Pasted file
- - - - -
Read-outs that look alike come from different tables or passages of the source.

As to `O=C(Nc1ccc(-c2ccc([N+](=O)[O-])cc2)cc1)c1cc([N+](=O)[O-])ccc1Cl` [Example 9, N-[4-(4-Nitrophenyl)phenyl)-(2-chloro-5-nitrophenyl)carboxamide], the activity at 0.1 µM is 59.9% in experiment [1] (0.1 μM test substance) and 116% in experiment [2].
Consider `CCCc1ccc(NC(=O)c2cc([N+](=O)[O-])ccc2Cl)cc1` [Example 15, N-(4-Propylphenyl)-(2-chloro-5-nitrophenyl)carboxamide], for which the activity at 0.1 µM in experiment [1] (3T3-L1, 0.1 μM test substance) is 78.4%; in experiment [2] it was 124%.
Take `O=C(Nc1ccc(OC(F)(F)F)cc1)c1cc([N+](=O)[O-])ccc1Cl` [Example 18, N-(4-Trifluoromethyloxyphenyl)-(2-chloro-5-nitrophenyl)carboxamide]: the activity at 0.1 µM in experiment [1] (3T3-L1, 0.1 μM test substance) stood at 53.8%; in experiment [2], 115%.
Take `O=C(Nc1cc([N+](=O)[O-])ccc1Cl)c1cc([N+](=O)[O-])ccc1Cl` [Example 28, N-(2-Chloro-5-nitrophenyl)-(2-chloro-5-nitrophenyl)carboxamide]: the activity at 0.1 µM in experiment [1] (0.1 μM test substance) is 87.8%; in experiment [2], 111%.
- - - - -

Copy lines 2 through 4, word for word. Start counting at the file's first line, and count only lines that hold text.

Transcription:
As to `O=C(Nc1ccc(-c2ccc([N+](=O)[O-])cc2)cc1)c1cc([N+](=O)[O-])ccc1Cl` [Example 9, N-[4-(4-Nitrophenyl)phenyl)-(2-chloro-5-nitrophenyl)carboxamide], the activity at 0.1 µM is 59.9% in experiment [1] (0.1 μM test substance) and 116% in experiment [2].
Consider `CCCc1ccc(NC(=O)c2cc([N+](=O)[O-])ccc2Cl)cc1` [Example 15, N-(4-Propylphenyl)-(2-chloro-5-nitrophenyl)carboxamide], for which the activity at 0.1 µM in experiment [1] (3T3-L1, 0.1 μM test substance) is 78.4%; in experiment [2] it was 124%.
Take `O=C(Nc1ccc(OC(F)(F)F)cc1)c1cc([N+](=O)[O-])ccc1Cl` [Example 18, N-(4-Trifluoromethyloxyphenyl)-(2-chloro-5-nitrophenyl)carboxamide]: the activity at 0.1 µM in experiment [1] (3T3-L1, 0.1 μM test substance) stood at 53.8%; in experiment [2], 115%.